Iran Is Key to Deciding America’s Energy Future
Posted by alanmirs on June 18, 2011
12:00 AM, JUN 18, 2011 • BY IRWIN M. STELZER
If you are an oil trader, the daily jiggles in the price of oil are of interest: if you guess right, it’s champagne and caviar; if you bet wrong, it’s beer and potato chips. But if you are a policy maker trying to make sense of oil markets so that you can plan your nation’s energy security, or an airline executive trying to compute just how large a premium you should pay for a more fuel efficient engine, you need some basis for a longer-run view.
That is now less easy to come by than it was a few months ago. Earlier this month the political balance of power in OPEC, the 12-member cartel of oil producers, shifted. Whatever else consuming countries think of Saudi Arabia and its role as the principal funder of Wahabi ideology and associated terrorism, they rely on the Saudis to pump more oil when prices rise to levels that threaten the prosperity of industrialized nations. One international oil industry executive tells me that the perception that the Saudis are able to cap prices keeps them off the list of regimes marked for change. He adds that the Saudis wildly overstate their ability to step up output so that consumer countries, and especially the United States, will continue to support a regime as odious as others marked by the U.S. for regime change.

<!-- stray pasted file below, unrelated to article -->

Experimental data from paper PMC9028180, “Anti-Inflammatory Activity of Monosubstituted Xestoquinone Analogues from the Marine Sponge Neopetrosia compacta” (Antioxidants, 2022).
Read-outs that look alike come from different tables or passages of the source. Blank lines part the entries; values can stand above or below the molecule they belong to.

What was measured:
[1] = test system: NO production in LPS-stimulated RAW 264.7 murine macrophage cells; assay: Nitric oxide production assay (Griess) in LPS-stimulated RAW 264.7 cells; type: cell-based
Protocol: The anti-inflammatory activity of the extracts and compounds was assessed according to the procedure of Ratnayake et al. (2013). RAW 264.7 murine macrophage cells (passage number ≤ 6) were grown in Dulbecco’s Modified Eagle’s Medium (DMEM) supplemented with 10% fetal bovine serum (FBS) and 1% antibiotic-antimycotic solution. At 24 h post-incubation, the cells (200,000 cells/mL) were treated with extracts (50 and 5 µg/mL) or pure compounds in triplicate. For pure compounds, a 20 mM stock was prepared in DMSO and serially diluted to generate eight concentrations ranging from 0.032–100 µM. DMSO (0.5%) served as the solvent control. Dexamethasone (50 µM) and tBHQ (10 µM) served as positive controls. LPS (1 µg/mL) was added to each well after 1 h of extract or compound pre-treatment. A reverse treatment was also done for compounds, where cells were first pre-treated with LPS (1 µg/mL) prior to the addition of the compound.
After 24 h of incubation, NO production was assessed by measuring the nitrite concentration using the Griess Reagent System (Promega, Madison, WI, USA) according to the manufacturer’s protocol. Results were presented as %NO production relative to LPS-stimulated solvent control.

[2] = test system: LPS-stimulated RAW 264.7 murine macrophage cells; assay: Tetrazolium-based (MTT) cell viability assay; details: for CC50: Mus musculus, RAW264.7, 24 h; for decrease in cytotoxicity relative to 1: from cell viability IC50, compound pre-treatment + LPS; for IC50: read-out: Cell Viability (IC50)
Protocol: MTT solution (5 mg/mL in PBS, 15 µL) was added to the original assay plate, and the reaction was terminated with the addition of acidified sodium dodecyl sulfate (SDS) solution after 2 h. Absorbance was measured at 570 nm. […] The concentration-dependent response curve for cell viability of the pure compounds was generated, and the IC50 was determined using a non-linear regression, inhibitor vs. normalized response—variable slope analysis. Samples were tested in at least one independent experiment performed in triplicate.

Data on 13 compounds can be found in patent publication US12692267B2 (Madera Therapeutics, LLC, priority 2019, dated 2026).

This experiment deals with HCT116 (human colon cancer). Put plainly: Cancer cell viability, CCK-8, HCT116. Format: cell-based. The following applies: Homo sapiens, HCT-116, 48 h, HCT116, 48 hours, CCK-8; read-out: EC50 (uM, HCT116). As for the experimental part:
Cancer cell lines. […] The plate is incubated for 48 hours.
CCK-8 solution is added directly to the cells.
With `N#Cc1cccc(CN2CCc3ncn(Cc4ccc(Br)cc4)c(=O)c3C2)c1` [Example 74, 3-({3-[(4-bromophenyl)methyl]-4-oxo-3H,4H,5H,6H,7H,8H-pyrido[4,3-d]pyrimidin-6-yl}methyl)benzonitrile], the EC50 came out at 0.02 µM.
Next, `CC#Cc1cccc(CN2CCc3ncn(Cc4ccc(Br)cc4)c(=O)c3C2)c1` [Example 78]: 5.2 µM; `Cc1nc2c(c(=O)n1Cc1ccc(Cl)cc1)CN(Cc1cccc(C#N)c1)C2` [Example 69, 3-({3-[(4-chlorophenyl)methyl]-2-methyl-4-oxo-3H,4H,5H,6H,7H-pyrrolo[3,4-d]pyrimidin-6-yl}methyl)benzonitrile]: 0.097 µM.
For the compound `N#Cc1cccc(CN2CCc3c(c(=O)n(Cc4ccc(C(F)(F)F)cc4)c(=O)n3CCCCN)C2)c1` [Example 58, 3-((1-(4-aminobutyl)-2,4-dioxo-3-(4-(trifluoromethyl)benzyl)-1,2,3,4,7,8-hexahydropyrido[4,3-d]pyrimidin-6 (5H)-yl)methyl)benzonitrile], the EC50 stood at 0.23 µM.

The problem for consuming countries is that Saudi Arabia no longer calls the tune to which other OPEC members dance. At the regular OPEC meeting earlier in the month, Ali Nami, the Saudi oil minister, called for stepped-up output to roll back crude prices lest the sputtering U.S. and European economies be tipped into recession. This was partially in response to an International Energy Agency estimate that there will be “a clear need” for more oil to meet demands later in the year.
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